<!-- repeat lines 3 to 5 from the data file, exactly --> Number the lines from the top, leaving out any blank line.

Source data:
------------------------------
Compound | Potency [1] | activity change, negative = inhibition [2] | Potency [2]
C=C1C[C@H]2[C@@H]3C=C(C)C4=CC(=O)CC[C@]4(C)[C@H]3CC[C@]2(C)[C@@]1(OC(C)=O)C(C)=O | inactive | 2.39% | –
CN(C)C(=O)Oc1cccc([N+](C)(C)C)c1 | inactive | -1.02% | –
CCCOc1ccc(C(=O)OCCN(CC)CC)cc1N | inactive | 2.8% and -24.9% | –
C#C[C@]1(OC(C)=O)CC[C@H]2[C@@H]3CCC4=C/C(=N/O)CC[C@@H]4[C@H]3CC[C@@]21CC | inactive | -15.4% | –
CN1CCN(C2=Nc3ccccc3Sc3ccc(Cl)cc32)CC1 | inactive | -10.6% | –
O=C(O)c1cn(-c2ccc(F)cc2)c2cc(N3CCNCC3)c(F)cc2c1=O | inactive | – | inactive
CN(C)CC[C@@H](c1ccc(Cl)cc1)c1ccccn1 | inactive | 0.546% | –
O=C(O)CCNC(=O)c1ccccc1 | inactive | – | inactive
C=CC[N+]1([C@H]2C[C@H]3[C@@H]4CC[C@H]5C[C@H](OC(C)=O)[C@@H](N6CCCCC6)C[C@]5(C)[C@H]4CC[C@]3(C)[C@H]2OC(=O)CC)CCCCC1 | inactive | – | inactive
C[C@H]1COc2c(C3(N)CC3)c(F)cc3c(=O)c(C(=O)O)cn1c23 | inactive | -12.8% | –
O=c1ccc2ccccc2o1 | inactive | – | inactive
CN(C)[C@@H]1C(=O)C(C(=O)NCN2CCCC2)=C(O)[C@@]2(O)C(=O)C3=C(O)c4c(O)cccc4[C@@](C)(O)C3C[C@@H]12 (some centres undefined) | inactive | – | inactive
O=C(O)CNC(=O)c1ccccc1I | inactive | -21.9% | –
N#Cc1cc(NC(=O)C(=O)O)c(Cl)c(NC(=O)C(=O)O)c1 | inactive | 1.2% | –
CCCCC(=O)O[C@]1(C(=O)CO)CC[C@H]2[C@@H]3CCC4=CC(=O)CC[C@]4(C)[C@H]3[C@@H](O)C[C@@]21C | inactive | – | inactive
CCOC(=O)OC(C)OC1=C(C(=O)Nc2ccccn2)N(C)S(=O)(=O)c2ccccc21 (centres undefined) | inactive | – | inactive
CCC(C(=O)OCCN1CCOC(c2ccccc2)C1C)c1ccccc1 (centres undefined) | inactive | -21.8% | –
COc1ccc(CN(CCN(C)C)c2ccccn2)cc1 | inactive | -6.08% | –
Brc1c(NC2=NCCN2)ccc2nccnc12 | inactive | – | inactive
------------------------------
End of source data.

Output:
CN(C)C(=O)Oc1cccc([N+](C)(C)C)c1 | inactive | -1.02% | –
CCCOc1ccc(C(=O)OCCN(CC)CC)cc1N | inactive | 2.8% and -24.9% | –
C#C[C@]1(OC(C)=O)CC[C@H]2[C@@H]3CCC4=C/C(=N/O)CC[C@@H]4[C@H]3CC[C@@]21CC | inactive | -15.4% | –